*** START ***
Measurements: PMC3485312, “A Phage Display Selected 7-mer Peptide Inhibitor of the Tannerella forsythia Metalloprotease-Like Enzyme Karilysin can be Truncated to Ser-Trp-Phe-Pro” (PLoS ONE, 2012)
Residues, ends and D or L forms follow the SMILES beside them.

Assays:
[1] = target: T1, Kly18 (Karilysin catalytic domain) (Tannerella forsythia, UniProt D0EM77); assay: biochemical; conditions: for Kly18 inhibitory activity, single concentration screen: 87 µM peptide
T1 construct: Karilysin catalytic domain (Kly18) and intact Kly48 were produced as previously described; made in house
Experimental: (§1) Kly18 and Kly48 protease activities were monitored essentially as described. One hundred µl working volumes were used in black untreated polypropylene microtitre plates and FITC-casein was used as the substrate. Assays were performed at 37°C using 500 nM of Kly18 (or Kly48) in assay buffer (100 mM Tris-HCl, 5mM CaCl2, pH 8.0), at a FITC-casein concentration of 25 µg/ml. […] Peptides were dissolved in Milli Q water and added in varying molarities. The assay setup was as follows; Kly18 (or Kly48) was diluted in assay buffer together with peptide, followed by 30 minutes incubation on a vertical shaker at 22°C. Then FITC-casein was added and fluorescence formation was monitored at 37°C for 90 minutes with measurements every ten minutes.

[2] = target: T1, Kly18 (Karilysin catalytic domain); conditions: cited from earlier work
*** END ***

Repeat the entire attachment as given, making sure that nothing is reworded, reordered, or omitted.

Measurements: PMC3485312, “A Phage Display Selected 7-mer Peptide Inhibitor of the Tannerella forsythia Metalloprotease-Like Enzyme Karilysin can be Truncated to Ser-Trp-Phe-Pro” (PLoS ONE, 2012)
Residues, ends and D or L forms follow the SMILES beside them.

Assays:
[1] = target: T1, Kly18 (Karilysin catalytic domain) (Tannerella forsythia, UniProt D0EM77); assay: biochemical; conditions: for Kly18 inhibitory activity, single concentration screen: 87 µM peptide
T1 construct: Karilysin catalytic domain (Kly18) and intact Kly48 were produced as previously described; made in house
Experimental: (§1) Kly18 and Kly48 protease activities were monitored essentially as described. One hundred µl working volumes were used in black untreated polypropylene microtitre plates and FITC-casein was used as the substrate. Assays were performed at 37°C using 500 nM of Kly18 (or Kly48) in assay buffer (100 mM Tris-HCl, 5mM CaCl2, pH 8.0), at a FITC-casein concentration of 25 µg/ml. […] Peptides were dissolved in Milli Q water and added in varying molarities. The assay setup was as follows; Kly18 (or Kly48) was diluted in assay buffer together with peptide, followed by 30 minutes incubation on a vertical shaker at 22°C. Then FITC-casein was added and fluorescence formation was monitored at 37°C for 90 minutes with measurements every ten minutes.

[2] = target: T1, Kly18 (Karilysin catalytic domain); conditions: cited from earlier work